With 646 mass shootings happening in 2022, and more than 400 so far in 2023, security leaders are highly aware of the need for active shooter prevention strategies. Organizations have implemented various strategies including enhanced weapons detection, additional law enforcement onsite or safety drills.
Here, security leaders in healthcare and education share some of their strategies for protecting themselves and their organizations from these kinds of attacks.
“Organizational buy-in is imperative from the start. You must get stakeholders to commit to active shooter response plans at the beginning by having them provide the necessary resources and support,” says Mike Hasselbrink, Director of Physical Security at University of Alabama at Birmingham. “The right amount of effort on the front end will go a long way in providing the momentum needed to propel an active shooter program toward success. Success is everyone feeling and being safe and secure.”
Jeff Hauk, Director of Public Safety and Police Authority Services at Memorial Healthcare, also highlights leadership and management as key to active shooter prevention. In the healthcare sector, he says collaboration across many departments helps ensure emergency preparedness across the board.
“Gather a diverse group of individuals who have relevant expertise, including representatives from security, management, human resources, risk management, communications, facilities, clinical staff and any other relevant departments or roles,” Hauk says.
Even the most advanced technology won’t solve an issue of poor communication between teams and departments. An alarm system in a school, for example, only works if teachers and staff have a quick and easy way to implement it. Any emergency codes need to be well communicated and understood, as time is critical during an emergency.
All of this preparation, however, can take a toll on the community.
“Training should be conducted by qualified instructors experienced in law enforcement operations. Part of the qualification to be an instructor is knowing the signs of fatigue and techniques to combat it. Continuous and mundane training will only burn everyone out and not give your team time to absorb the benefits of the training program,” Hasselbrink says.
This doesn’t only apply to employees. For example, in the education sector, students bogged down with constant drills may stop taking them seriously, and it could lead to added stress from constantly thinking of how to protect themselves if a shooter enters the building.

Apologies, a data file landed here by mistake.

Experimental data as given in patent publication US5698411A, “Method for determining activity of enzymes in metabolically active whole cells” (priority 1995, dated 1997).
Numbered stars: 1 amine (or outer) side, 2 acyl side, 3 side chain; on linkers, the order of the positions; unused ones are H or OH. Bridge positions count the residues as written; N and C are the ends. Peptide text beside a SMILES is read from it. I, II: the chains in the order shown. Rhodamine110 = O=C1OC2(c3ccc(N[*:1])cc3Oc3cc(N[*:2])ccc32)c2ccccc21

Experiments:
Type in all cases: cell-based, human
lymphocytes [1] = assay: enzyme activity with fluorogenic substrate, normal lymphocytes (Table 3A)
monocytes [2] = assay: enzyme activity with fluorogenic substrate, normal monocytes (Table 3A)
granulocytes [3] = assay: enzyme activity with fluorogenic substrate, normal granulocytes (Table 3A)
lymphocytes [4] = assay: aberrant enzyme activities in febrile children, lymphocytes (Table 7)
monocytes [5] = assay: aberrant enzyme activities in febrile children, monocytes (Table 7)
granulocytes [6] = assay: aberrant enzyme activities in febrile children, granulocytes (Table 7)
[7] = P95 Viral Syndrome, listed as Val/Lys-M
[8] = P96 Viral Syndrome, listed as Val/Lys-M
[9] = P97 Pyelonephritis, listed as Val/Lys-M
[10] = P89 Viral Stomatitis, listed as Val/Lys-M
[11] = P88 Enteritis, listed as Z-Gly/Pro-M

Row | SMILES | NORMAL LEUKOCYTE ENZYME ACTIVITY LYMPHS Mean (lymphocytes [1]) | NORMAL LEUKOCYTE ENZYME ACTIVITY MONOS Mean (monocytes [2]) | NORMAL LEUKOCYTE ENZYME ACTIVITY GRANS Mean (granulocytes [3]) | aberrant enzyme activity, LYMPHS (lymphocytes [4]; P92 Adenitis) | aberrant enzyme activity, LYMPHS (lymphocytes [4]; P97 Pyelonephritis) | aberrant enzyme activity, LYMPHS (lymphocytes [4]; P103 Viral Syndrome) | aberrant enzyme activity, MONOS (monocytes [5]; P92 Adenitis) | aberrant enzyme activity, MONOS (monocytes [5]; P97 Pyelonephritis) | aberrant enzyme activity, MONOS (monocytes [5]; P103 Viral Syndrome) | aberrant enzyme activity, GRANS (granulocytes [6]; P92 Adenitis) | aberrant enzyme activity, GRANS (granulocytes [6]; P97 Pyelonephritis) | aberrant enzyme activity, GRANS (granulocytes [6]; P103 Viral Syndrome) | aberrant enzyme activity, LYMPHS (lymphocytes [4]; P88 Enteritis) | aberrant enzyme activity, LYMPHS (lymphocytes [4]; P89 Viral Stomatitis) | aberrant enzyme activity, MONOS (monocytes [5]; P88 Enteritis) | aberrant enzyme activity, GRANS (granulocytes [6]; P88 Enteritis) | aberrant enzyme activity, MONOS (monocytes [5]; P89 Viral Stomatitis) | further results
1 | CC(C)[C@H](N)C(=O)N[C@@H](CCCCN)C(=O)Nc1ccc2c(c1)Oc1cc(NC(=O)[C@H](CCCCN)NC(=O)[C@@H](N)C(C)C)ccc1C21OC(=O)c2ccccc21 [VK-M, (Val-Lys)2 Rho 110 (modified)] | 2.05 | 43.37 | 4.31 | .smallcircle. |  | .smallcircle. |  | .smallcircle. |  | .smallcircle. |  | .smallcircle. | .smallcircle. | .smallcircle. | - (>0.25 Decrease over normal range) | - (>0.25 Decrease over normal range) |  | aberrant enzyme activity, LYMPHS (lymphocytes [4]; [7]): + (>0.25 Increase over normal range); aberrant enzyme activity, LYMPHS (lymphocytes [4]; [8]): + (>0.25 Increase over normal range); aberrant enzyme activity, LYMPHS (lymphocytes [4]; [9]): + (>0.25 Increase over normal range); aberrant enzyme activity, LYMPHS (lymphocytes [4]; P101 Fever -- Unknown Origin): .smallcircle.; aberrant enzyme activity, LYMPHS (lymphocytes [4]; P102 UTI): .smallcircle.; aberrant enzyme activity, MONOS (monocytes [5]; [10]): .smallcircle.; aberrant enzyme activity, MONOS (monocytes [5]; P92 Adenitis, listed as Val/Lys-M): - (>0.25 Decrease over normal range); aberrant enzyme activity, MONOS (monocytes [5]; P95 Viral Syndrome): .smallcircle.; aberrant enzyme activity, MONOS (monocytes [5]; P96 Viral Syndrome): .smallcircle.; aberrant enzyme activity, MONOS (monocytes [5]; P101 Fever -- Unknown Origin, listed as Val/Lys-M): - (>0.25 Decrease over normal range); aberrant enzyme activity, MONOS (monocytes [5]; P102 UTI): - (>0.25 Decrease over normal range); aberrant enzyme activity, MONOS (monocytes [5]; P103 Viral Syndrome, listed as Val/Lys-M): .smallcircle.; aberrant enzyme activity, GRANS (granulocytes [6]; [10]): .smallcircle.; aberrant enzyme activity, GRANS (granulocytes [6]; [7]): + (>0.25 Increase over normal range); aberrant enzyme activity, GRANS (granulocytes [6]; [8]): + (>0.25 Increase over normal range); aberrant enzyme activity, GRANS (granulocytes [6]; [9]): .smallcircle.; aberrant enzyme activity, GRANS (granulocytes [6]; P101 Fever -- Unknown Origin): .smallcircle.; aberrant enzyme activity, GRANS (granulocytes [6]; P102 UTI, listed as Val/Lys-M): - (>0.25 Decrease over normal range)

The content of these trainings is equally as, if not more, important as the frequency at which they occur. Security leaders should consider all layers of security in the event of an emergency. Employees, patients/students and guests all need to be considered when building lockdown and evacuation plans. Building a plan for an elementary school will be largely different from a college, just as a hospital in the middle of a city will have a different plan than one in a remote area.
Hauk outlines best practices for considering all elements in an active shooter plan. “Create evacuation plans that address the movement of patients, staff and visitors, including those with mobility challenges,” Hauk says. “Establish lockdown/lockout procedures and consider facility layout and design to ensure easy evacuation routes and safe zones. Develop procedures for securing sensitive patient information during an incident and consider the presence of hazardous materials or equipment that may require specialized handling. Provide training on recognizing warning signs and reporting concerns about suspicious activity. Collaborate closely with law enforcement and first responders to keep them abreast on your response plans. Coordinate with local law enforcement for rapid response and evacuation support.”
Detailed planning is essential, especially in fast-moving environments such as hospitals. “Healthcare is an industry strafed with high stress, emotions, high energy and the risk of life and death situations, requiring strong leaders to help mitigate this turmoil and chaotic environment,” Hauk says.
The added stress of the environment makes it especially important for security leaders to develop clear strategies. Staff should be trained not only for emergencies, but also in de-escalation to help prevent emergencies. This can mean reporting suspicious behavior or having security staff nearby when leadership is delivering difficult news to reduce workplace violence risk.
Just like planning for fatigue, security leaders should also consider the functionality of their buildings and security systems.
“Designing a facility that is difficult for an active shooter to access can be a challenge. You must balance operations with security. This means having security measures in place, such as locked doors, security cameras and alarm systems that don’t prevent the organization from being able to function,” Hasselbrink says.
Individually screening everyone who tries to enter a facility may be effective at detecting weapons, but it dramatically slows down operations. Students would have to arrive to school early, and hospitals would lose valuable seconds when responding to injuries. Adding weapons detection technology to passively monitor people in the area can be a compromise, as it provides safety features without affecting functionality. Education security leaders have implemented clear bag policies to review students’ belongings without always having to stop them individually.
There are several aspects to consider when building out an active shooter response plan. The best plans consider not only major risks, but staffing and technology constraints. Strategy can’t override overworked staff, making employee mental health essential to effective security plans. Security leaders need ensure everyone within their organization is prepared, as stress and exhaustion can make all the difference in an emergency.